The Worm Ouroboros
by E. R. Eddison
Ballantine Books, New York, 1967
[Challenge # 48: A high fantasy]
The Worm Ouroboros is one of the great granddaddies of fantasy, sandwiched between Lord Dunsany, who was an influence, and J.R.R. Tolkien, who received its influence. As such, it’s a kind of a bridge, but one that harkens back to earlier eras, drawing on elements of the great Norse and Germanic sagas and combining them with Elizabethean prose and, at times, Victorian sentimentality.
A bit of backstory about the edition pictured. First published in 1926, Worm was re-released in paperback form in 1967 by Ballantine Books, with a cover by Barbara Remington who also did the covers of the first official paperback of The Lord of the Rings trilogy (without even having access to read them, though it does appear she got to read Worm.) Ballantine was clearly trying to capitalize on the trilogy’s success. This was the same paperback I saw in the library of my SF-loving uncle who was a member of First Fandom, and the book I picked up to read as child… … and immediately put back, for the thickness of the prose. It seemed too adult for me, too heavy and ornate. Happily, forty years later I sought again to tackle it, and I was glad I did.
Eddison, though not a professor like Tolkien, was a scholar of the same things that interested him, and using those same materials he created an amazing pastiche of heroes, villains with outlandish names and all too human flaws, mythic creatures, mighty battles, and quests. I found the prose still heavy, but also delightful and surprising. The book is not to be savored quickly. Like a rich desert it is best small slices, the simplicity of the action aiding in this.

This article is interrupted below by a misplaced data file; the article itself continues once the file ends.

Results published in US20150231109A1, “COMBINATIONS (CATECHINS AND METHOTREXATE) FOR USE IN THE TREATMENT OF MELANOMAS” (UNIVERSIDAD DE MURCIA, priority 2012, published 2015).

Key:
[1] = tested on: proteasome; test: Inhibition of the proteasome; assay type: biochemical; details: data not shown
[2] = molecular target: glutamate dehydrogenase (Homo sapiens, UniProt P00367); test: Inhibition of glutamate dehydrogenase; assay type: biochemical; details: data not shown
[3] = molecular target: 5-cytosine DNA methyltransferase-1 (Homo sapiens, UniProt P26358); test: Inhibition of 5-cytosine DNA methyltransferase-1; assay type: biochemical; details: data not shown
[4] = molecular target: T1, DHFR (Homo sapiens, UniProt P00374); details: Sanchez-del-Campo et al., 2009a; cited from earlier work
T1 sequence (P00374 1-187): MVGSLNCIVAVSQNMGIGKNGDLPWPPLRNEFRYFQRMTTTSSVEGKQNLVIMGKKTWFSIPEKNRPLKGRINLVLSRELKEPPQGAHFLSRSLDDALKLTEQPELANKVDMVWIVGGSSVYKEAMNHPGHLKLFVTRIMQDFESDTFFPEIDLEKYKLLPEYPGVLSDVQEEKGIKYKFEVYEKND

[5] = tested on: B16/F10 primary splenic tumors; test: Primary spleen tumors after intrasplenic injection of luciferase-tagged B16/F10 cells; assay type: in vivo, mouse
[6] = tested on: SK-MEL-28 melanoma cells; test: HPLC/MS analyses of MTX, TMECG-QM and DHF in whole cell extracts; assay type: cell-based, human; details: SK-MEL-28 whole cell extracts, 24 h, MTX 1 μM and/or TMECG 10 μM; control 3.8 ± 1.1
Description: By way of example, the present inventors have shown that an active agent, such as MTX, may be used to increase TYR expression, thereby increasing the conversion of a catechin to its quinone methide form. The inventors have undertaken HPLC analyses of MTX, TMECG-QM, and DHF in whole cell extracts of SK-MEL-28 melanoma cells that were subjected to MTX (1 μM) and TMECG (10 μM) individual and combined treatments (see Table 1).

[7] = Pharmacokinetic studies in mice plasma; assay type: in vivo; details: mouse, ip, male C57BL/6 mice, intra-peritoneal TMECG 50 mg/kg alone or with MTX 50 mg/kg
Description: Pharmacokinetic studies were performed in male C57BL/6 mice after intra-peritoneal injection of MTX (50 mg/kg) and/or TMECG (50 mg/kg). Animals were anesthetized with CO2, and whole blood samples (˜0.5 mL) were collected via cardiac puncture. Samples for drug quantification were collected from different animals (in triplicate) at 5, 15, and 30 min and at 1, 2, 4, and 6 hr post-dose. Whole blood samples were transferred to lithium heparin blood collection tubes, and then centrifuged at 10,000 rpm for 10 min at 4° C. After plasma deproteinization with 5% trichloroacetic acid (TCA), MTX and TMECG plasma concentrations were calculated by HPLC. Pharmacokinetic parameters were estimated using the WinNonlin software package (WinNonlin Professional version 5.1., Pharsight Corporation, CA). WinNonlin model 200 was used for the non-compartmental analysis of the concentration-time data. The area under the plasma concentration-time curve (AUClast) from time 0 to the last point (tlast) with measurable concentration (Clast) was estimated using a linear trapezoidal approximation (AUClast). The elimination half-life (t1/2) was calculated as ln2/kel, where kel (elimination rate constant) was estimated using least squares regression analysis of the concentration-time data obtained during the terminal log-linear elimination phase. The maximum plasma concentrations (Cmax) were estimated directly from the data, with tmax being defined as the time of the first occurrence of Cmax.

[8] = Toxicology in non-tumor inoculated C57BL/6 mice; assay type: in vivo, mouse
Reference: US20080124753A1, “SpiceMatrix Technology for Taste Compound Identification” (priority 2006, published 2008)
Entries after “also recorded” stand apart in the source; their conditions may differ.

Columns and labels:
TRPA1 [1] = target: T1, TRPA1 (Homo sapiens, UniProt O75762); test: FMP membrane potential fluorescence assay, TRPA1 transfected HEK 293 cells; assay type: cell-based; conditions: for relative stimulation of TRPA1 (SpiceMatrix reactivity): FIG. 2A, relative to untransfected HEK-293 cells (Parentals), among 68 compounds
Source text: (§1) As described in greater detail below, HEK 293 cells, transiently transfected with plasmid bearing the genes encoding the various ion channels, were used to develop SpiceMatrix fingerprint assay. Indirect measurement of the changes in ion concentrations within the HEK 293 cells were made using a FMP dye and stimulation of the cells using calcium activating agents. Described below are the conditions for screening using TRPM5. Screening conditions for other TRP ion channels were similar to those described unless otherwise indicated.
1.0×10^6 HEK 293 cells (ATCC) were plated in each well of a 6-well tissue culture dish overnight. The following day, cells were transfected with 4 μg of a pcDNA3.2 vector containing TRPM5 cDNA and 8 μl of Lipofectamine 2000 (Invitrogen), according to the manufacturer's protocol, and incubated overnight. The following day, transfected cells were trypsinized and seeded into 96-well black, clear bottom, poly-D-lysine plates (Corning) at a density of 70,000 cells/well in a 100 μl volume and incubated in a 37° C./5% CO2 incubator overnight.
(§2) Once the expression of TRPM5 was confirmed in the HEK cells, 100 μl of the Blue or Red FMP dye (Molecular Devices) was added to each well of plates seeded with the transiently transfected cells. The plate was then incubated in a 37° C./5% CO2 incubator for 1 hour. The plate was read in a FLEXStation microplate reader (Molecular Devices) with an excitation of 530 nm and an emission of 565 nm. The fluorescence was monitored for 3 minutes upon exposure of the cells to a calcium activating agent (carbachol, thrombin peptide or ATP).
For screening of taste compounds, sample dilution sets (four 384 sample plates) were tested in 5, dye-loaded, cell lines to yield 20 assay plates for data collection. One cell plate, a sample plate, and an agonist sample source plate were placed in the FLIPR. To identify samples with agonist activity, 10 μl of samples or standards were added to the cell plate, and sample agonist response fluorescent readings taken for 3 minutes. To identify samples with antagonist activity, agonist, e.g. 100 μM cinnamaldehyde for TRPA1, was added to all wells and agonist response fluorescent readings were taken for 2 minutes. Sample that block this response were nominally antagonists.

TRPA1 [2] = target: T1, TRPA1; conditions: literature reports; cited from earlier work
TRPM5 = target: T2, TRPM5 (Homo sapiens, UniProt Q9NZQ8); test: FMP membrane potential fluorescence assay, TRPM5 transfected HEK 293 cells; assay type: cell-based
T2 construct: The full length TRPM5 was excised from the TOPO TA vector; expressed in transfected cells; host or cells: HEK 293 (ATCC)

Eddison’s world is planet of Mercury, though it’s clear this is just lip service to the otherworldly aspect; no retrograde summers here or lead-melting temperatures. The countries of Demonland, run by good guys Lord Juss, Goldry Bluszco, Lord Spitfire, and Brandoch Doha, and Witchland, led by Gorice the reincarnating sorcerer-king (he gets 12 turns, like Dr. Who) and his generals, come into conflict when expansionist Witchland demands freedom-loving Demonland submit to its rule. The four lords say nay… and the action begins with a nude wrestling match, a death, a sorcerous storm, the loss of Goldry Bluszco who is exiled to the top of a frozen mountain peak, and his rescue; there’s an immortal Queen on the mountain who makes her entrance with a momentous chord, and intrigue in the sorcerer-king’s court, including a Lady MacBeth subplot; there’s also manticores and hippogriffs, a treacherous advisor, and talking birds… it sounds complicated, but was all pretty straightforward, presented by the author as a rousing he-man tale told around the fire, not an examination of more complicated themes, as Tolkien’s work was.